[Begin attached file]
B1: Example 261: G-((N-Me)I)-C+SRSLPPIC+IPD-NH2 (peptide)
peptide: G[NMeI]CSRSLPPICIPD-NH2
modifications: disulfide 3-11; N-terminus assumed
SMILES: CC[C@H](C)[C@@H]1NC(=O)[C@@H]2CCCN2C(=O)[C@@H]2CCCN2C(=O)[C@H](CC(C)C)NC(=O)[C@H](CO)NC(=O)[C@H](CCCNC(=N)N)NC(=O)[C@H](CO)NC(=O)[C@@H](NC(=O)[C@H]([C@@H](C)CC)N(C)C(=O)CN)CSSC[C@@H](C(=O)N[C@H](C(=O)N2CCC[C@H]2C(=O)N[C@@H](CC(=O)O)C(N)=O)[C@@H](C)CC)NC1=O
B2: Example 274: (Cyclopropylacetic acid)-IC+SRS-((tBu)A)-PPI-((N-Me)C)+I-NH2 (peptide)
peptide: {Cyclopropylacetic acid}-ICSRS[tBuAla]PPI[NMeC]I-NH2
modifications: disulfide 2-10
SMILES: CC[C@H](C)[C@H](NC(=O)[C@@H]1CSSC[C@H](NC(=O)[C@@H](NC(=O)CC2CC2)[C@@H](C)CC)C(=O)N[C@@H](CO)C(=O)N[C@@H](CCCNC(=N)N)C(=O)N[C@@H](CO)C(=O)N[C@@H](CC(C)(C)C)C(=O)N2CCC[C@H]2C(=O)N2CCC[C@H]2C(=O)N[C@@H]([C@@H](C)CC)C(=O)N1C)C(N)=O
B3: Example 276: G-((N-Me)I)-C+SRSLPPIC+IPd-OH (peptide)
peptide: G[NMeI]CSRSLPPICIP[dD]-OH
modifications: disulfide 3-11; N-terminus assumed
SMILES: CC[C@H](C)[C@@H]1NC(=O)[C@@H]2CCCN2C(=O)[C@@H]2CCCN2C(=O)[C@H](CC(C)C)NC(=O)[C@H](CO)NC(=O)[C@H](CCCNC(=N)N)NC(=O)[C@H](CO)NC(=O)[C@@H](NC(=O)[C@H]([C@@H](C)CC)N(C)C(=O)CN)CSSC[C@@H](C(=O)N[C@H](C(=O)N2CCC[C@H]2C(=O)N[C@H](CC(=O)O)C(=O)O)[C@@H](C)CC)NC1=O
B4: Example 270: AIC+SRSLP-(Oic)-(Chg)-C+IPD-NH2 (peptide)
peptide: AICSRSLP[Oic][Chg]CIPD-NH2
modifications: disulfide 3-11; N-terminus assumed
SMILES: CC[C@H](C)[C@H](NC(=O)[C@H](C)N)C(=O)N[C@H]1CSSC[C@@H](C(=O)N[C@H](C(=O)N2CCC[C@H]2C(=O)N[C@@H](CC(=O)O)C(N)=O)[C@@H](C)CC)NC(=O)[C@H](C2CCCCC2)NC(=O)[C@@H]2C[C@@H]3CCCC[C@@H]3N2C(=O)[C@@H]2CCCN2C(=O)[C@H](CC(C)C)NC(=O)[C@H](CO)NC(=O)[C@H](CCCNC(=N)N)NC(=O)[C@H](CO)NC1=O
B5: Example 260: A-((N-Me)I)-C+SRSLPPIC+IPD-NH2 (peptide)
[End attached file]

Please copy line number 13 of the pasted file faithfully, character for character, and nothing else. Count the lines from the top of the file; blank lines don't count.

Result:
B4: Example 270: AIC+SRSLP-(Oic)-(Chg)-C+IPD-NH2 (peptide)